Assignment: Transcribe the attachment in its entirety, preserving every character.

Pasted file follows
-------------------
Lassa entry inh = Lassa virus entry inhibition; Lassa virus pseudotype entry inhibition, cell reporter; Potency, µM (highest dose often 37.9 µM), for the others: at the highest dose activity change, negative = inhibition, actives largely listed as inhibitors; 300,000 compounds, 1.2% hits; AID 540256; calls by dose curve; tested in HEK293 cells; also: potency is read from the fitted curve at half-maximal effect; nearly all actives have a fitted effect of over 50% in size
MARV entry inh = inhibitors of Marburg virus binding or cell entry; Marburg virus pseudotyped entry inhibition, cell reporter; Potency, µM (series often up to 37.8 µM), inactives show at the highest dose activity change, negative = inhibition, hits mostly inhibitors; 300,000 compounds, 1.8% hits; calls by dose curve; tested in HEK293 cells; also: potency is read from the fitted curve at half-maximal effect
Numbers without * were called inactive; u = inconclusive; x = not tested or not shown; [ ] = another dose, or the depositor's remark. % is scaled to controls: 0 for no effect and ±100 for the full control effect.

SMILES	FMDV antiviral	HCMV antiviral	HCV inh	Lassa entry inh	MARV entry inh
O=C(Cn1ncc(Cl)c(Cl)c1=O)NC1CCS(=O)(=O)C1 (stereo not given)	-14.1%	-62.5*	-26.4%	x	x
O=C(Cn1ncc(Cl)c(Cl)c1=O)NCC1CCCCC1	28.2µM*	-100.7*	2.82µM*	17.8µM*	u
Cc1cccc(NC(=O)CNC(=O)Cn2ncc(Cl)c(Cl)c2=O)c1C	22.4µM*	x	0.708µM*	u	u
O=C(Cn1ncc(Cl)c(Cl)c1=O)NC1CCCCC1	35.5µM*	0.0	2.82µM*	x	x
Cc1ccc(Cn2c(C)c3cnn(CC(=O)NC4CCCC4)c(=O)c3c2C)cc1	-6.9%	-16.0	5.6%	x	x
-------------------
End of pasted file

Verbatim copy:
Lassa entry inh = Lassa virus entry inhibition; Lassa virus pseudotype entry inhibition, cell reporter; Potency, µM (highest dose often 37.9 µM), for the others: at the highest dose activity change, negative = inhibition, actives largely listed as inhibitors; 300,000 compounds, 1.2% hits; AID 540256; calls by dose curve; tested in HEK293 cells; also: potency is read from the fitted curve at half-maximal effect; nearly all actives have a fitted effect of over 50% in size
MARV entry inh = inhibitors of Marburg virus binding or cell entry; Marburg virus pseudotyped entry inhibition, cell reporter; Potency, µM (series often up to 37.8 µM), inactives show at the highest dose activity change, negative = inhibition, hits mostly inhibitors; 300,000 compounds, 1.8% hits; calls by dose curve; tested in HEK293 cells; also: potency is read from the fitted curve at half-maximal effect
Numbers without * were called inactive; u = inconclusive; x = not tested or not shown; [ ] = another dose, or the depositor's remark. % is scaled to controls: 0 for no effect and ±100 for the full control effect.

SMILES	FMDV antiviral	HCMV antiviral	HCV inh	Lassa entry inh	MARV entry inh
O=C(Cn1ncc(Cl)c(Cl)c1=O)NC1CCS(=O)(=O)C1 (stereo not given)	-14.1%	-62.5*	-26.4%	x	x
O=C(Cn1ncc(Cl)c(Cl)c1=O)NCC1CCCCC1	28.2µM*	-100.7*	2.82µM*	17.8µM*	u
Cc1cccc(NC(=O)CNC(=O)Cn2ncc(Cl)c(Cl)c2=O)c1C	22.4µM*	x	0.708µM*	u	u
O=C(Cn1ncc(Cl)c(Cl)c1=O)NC1CCCCC1	35.5µM*	0.0	2.82µM*	x	x
Cc1ccc(Cn2c(C)c3cnn(CC(=O)NC4CCCC4)c(=O)c3c2C)cc1	-6.9%	-16.0	5.6%	x	x